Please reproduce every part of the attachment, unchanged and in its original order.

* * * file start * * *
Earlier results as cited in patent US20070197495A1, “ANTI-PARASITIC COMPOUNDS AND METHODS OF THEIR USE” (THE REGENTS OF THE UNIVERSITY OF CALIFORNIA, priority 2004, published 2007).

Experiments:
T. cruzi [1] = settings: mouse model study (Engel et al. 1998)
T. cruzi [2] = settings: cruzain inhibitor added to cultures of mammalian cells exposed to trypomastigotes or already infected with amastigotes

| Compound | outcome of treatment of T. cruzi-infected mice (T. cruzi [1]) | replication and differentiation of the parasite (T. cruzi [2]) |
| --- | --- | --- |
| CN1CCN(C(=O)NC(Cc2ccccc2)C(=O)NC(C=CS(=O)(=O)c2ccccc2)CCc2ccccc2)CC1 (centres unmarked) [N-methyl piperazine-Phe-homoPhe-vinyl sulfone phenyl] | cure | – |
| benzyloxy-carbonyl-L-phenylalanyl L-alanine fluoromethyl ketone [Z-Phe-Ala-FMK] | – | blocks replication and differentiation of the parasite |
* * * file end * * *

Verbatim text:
Earlier results as cited in patent US20070197495A1, “ANTI-PARASITIC COMPOUNDS AND METHODS OF THEIR USE” (THE REGENTS OF THE UNIVERSITY OF CALIFORNIA, priority 2004, published 2007).

Experiments:
T. cruzi [1] = settings: mouse model study (Engel et al. 1998)
T. cruzi [2] = settings: cruzain inhibitor added to cultures of mammalian cells exposed to trypomastigotes or already infected with amastigotes

| Compound | outcome of treatment of T. cruzi-infected mice (T. cruzi [1]) | replication and differentiation of the parasite (T. cruzi [2]) |
| --- | --- | --- |
| CN1CCN(C(=O)NC(Cc2ccccc2)C(=O)NC(C=CS(=O)(=O)c2ccccc2)CCc2ccccc2)CC1 (centres unmarked) [N-methyl piperazine-Phe-homoPhe-vinyl sulfone phenyl] | cure | – |
| benzyloxy-carbonyl-L-phenylalanyl L-alanine fluoromethyl ketone [Z-Phe-Ala-FMK] | – | blocks replication and differentiation of the parasite |